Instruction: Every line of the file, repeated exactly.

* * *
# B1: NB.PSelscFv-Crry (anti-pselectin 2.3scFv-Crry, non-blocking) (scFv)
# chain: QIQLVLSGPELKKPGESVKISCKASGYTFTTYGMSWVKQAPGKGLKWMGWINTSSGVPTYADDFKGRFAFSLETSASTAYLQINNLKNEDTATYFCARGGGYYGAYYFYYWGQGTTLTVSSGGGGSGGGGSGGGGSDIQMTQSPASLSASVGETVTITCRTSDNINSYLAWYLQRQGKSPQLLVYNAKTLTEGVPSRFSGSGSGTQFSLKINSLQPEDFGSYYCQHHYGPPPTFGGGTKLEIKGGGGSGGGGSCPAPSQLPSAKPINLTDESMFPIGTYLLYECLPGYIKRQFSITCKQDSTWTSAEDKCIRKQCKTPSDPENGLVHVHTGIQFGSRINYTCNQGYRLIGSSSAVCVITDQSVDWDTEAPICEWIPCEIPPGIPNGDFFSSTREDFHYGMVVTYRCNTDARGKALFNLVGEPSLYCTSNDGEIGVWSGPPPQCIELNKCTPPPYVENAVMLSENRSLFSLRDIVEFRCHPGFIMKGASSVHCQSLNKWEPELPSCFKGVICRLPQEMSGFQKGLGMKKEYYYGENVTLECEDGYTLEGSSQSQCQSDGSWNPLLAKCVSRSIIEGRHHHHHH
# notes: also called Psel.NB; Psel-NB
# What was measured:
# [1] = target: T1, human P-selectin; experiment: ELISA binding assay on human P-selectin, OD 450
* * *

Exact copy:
# B1: NB.PSelscFv-Crry (anti-pselectin 2.3scFv-Crry, non-blocking) (scFv)
# chain: QIQLVLSGPELKKPGESVKISCKASGYTFTTYGMSWVKQAPGKGLKWMGWINTSSGVPTYADDFKGRFAFSLETSASTAYLQINNLKNEDTATYFCARGGGYYGAYYFYYWGQGTTLTVSSGGGGSGGGGSGGGGSDIQMTQSPASLSASVGETVTITCRTSDNINSYLAWYLQRQGKSPQLLVYNAKTLTEGVPSRFSGSGSGTQFSLKINSLQPEDFGSYYCQHHYGPPPTFGGGTKLEIKGGGGSGGGGSCPAPSQLPSAKPINLTDESMFPIGTYLLYECLPGYIKRQFSITCKQDSTWTSAEDKCIRKQCKTPSDPENGLVHVHTGIQFGSRINYTCNQGYRLIGSSSAVCVITDQSVDWDTEAPICEWIPCEIPPGIPNGDFFSSTREDFHYGMVVTYRCNTDARGKALFNLVGEPSLYCTSNDGEIGVWSGPPPQCIELNKCTPPPYVENAVMLSENRSLFSLRDIVEFRCHPGFIMKGASSVHCQSLNKWEPELPSCFKGVICRLPQEMSGFQKGLGMKKEYYYGENVTLECEDGYTLEGSSQSQCQSDGSWNPLLAKCVSRSIIEGRHHHHHH
# notes: also called Psel.NB; Psel-NB
# What was measured:
# [1] = target: T1, human P-selectin; experiment: ELISA binding assay on human P-selectin, OD 450